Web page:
Do Some Types of Fat Make It Harder to Control Your Appetite?

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Do Some Types of Fat Make It Harder to Control Your Appetite?Some dietary components like protein and fiber suppress appetite. Protein does this by activating appetite-suppressing hormones like CCK, while fiber slows down the rate at which food empties from your stomach. That can work in your favor if you’re watching your weight. On the other hand, one type of fat that most people eat every day appears to have the opposite effect. According to a recent study carried out at the University of Texas Southwestern Medical Center, palmitic acid, a type of saturated fat common in beef and dairy products blocks the “full” feeling you get after a meal that keeps you from overeating.

Appetite Hormones and Diet: Another Reason to Watch the Type of Fats You Eat?

Researchers at the University of Texas Southwestern Medical Center recently found that a saturated fatty acid called palmitic acid blocks the fullness-inducing effect of leptin, a key appetite hormone, and insulin. After a meal, leptin levels rise in response to insulin release. As a result of this insulin “signal,” leptin tells your brain that you’re full and you feel the urge to stop munching out. In normal people without leptin resistance, this type of signaling works well for inducing satiety, but palmitic acid appears to alter this response. In rats and likely in humans, palmitic acid blocks the normal insulin-leptin interaction after a meal – and that’s not a good thing when it comes to controlling your appetite.

What is Palmitic Acid?

Palmitic acid is a saturated fat most abundant in beef and dairy foods like cheese, butter and milk. Dairy products have health benefits, but according to this research, they may not be ideal for appetite control. Previous research reached similar conclusions about palmitic acid – it upsets the normal insulin and leptin signaling that turns off the desire to eat. Prior research even points to how it works. It activates a gene called the PKCB gene that alters the normal insulin-leptin response.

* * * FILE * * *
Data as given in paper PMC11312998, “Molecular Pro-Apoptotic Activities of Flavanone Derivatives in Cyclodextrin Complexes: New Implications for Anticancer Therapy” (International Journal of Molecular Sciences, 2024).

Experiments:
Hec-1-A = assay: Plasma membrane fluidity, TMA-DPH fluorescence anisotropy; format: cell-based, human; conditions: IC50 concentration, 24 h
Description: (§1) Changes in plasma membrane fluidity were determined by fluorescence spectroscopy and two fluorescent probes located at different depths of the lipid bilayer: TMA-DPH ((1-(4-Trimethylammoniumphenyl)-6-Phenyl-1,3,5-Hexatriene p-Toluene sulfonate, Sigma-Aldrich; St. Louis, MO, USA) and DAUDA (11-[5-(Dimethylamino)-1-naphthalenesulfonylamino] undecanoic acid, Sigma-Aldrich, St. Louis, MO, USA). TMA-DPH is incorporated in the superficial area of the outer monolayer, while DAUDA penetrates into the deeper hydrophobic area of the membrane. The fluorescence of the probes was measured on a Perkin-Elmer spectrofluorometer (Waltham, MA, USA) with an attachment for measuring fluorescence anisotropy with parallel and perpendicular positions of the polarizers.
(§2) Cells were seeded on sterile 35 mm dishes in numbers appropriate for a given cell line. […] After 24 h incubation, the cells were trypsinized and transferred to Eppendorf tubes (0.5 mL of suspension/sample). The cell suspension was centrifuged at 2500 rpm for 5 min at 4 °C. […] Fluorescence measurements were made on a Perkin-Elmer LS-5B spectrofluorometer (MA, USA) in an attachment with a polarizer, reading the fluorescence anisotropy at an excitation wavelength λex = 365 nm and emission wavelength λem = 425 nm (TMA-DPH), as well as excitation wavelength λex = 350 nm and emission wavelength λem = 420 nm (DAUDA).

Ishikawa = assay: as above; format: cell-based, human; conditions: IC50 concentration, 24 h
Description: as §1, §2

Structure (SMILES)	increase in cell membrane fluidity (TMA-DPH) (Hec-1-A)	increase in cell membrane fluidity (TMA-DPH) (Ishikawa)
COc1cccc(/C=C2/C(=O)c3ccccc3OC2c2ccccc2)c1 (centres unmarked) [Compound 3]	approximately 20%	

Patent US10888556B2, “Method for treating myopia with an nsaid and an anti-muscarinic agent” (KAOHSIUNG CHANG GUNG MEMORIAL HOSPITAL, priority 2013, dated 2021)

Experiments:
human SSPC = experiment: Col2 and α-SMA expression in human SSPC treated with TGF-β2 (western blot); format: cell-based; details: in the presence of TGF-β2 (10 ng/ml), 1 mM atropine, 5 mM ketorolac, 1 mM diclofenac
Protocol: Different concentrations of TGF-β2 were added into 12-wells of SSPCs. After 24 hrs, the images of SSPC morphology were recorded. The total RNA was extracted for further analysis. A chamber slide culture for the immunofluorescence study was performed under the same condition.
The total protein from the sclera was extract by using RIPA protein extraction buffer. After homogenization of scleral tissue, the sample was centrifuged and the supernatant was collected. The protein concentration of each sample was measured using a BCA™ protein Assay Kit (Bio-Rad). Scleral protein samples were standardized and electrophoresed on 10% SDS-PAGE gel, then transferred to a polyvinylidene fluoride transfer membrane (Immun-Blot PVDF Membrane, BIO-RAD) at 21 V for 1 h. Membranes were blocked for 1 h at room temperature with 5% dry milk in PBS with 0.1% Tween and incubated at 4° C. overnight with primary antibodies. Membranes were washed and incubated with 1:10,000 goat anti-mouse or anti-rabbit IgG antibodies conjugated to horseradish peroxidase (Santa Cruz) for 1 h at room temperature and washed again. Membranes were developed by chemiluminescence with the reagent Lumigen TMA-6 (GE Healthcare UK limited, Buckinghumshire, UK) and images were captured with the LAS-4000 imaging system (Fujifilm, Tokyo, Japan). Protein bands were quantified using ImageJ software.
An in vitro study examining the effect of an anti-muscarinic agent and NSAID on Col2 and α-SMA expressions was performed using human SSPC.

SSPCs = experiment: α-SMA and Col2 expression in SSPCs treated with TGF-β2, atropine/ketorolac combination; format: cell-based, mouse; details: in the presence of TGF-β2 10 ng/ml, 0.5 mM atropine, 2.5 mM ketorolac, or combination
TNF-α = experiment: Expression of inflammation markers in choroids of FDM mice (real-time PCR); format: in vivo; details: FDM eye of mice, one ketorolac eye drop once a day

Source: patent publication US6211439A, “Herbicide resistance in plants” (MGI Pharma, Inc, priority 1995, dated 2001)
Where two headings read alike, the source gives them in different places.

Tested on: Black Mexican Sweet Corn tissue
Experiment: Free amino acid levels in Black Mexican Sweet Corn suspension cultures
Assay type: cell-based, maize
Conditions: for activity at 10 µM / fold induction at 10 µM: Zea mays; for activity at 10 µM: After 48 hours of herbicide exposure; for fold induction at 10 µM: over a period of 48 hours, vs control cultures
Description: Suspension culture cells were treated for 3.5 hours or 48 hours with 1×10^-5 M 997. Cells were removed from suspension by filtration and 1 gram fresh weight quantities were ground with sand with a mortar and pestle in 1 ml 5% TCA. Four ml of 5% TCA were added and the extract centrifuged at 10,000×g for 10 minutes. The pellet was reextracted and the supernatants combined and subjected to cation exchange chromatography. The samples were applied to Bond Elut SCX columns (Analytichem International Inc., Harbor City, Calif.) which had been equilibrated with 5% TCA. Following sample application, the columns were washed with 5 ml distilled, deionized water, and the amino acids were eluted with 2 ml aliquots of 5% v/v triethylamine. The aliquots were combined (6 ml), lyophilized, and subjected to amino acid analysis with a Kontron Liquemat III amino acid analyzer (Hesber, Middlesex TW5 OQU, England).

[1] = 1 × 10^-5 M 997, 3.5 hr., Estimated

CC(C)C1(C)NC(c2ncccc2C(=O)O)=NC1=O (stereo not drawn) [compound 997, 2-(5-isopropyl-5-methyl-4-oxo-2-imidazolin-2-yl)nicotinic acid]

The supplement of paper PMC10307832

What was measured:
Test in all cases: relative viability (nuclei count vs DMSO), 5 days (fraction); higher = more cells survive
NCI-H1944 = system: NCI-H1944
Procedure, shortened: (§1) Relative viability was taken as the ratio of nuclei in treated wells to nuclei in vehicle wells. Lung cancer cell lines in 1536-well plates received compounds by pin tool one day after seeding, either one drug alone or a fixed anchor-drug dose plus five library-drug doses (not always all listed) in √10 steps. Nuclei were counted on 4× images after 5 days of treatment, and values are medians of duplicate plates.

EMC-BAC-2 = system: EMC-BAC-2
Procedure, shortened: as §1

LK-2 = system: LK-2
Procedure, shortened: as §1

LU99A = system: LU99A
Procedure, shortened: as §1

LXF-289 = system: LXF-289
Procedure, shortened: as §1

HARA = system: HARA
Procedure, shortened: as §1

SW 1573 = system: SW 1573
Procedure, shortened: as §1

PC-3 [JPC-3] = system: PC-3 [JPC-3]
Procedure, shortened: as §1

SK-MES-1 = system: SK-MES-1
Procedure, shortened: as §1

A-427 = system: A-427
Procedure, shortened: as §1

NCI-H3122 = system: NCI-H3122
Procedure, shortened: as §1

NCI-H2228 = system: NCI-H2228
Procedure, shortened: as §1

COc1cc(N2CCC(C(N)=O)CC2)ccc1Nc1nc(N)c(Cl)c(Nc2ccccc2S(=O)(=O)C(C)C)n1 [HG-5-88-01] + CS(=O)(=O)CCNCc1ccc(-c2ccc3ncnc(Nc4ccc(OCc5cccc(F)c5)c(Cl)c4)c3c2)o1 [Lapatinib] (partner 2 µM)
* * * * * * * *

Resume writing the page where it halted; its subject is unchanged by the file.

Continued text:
Not All Fats Are Bad

The good news? Not all fats send your appetite into overdrive. According to a previous study, olive oil, a good source of monounsaturated fat, didn’t have the same impact on appetite hormones as palmitic acid. In fact, monounsaturated fats abundant in olive oil may have benefits when it comes to weight control. Research shows these “good fats” improve insulin sensitivity and help to keep belly fat in check. Olive oil is one of the best sources of monounsaturated fats, but nuts, avocados, olives and dark chocolate are also good dietary sources of this fat. Other healthy fats are the omega-3 fats in fatty fish. Monounsaturated fats and polyunsaturated omega-3 fats have the added benefit of reducing the risk of heart disease.

What Does This Mean?

Changing the type of fats in your diet could help you keep your appetite in check. Monounsaturated and omega-3 rich polyunsaturated fats from sources like fatty fish, olive oil, avocados, nuts and chocolate are a better choice if you’re trying to control you appetite – and your weight. That doesn’t mean you should give up dairy foods. Dairy foods are an excellent source of calcium and CLA, two dietary components that are important for weight control. One way to get the benefits and still reduce the amount of palmitic acid in your diet is to choose low-fat cheese and dairy products and balance them out by getting more of your daily fat from “good fats” instead.

The Bottom Line?

Don’t be afraid of fat, but make sure a good portion of the fat in your diet comes from monounsaturated fat and omega-3s rather than loading up on foods rich in palmitic acid like beef and full-fat dairy. It’s a small change you can make that could make it easier to control how much you eat as well as your body composition.

 

References:

Southwestern Medical Center “Ice cream may target the brain before your hips”

J Clin Invest. 2009;119(9):2577–2589. doi:10.1172/JCI36714.

Diabetologia. 2001 Mar;44(3):312-9.

 

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